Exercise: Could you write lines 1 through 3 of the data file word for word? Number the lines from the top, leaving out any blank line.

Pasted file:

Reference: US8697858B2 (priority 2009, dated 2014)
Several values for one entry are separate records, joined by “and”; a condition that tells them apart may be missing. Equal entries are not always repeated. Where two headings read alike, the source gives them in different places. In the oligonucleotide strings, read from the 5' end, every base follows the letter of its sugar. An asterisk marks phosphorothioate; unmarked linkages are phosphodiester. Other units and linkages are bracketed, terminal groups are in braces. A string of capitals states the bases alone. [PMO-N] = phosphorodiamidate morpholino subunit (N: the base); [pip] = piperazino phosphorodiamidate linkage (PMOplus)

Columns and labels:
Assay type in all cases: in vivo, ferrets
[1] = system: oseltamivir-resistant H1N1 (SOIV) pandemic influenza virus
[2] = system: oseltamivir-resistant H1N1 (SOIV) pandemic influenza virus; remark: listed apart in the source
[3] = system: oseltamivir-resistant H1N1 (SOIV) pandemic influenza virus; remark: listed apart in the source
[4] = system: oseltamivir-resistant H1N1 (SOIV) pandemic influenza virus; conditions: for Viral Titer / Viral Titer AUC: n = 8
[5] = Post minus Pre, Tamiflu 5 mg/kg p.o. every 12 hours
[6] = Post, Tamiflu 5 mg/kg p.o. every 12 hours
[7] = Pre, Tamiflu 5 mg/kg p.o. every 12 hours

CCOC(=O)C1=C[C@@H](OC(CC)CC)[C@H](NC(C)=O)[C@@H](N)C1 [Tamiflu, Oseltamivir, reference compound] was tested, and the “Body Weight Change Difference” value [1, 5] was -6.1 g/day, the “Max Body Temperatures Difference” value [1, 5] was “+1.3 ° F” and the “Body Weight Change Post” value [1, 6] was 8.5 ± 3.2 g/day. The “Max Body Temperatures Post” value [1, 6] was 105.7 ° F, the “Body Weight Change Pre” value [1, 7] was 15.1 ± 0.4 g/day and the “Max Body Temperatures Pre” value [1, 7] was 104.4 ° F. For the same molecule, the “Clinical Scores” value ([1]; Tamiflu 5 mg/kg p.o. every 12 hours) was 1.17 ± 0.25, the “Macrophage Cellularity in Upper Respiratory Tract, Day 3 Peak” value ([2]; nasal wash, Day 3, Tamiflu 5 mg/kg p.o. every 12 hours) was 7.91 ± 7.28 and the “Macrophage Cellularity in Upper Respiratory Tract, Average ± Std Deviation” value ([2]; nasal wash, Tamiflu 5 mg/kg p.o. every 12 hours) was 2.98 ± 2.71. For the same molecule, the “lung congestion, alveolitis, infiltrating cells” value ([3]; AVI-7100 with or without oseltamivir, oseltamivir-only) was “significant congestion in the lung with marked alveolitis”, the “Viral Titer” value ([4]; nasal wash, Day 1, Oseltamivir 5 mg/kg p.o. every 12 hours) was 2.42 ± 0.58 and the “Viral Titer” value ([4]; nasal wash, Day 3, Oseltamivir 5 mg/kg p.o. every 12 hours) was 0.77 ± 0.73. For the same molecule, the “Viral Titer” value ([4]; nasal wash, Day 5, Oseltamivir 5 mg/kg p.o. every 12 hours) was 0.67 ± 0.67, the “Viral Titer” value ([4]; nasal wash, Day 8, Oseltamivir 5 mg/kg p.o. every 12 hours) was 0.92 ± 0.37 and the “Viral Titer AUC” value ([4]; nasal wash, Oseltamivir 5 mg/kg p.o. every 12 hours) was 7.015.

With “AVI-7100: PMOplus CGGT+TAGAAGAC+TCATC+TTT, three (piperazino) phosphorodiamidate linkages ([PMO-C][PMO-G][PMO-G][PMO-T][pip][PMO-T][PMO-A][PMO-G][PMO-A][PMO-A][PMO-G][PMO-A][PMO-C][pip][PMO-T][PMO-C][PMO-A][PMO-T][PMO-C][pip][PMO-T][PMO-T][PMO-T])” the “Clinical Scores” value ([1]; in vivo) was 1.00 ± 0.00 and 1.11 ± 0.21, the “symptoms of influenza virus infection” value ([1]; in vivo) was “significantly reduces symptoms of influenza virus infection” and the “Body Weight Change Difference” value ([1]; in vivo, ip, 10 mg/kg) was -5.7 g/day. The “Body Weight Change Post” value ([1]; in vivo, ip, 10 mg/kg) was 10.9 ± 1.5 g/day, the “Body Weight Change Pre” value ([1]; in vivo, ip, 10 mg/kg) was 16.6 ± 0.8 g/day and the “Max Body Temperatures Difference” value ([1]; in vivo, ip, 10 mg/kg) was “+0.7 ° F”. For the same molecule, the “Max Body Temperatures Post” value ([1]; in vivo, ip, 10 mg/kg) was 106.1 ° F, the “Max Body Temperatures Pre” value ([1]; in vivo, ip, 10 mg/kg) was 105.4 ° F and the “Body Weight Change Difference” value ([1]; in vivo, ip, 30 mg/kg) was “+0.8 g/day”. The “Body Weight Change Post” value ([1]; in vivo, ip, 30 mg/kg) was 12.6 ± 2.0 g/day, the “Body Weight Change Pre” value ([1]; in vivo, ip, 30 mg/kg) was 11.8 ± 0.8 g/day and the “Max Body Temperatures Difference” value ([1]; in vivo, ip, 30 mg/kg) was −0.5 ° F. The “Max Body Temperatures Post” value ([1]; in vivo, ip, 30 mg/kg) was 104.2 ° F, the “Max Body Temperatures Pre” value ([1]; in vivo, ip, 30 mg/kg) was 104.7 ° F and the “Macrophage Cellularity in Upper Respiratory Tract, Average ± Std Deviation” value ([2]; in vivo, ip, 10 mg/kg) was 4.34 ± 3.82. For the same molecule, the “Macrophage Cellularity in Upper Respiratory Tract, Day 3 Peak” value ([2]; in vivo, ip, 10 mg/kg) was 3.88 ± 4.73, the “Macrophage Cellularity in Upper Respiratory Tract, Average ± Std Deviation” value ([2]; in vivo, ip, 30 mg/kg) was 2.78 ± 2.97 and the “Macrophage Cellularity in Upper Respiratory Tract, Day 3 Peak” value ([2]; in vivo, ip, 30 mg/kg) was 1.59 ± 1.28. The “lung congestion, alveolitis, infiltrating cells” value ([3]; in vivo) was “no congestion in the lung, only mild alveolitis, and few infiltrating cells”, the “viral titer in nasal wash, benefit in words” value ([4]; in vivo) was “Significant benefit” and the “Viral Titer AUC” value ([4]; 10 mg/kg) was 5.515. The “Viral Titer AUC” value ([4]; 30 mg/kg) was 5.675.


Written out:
Reference: US8697858B2 (priority 2009, dated 2014)
Several values for one entry are separate records, joined by “and”; a condition that tells them apart may be missing. Equal entries are not always repeated. Where two headings read alike, the source gives them in different places. In the oligonucleotide strings, read from the 5' end, every base follows the letter of its sugar. An asterisk marks phosphorothioate; unmarked linkages are phosphodiester. Other units and linkages are bracketed, terminal groups are in braces. A string of capitals states the bases alone. [PMO-N] = phosphorodiamidate morpholino subunit (N: the base); [pip] = piperazino phosphorodiamidate linkage (PMOplus)

Columns and labels: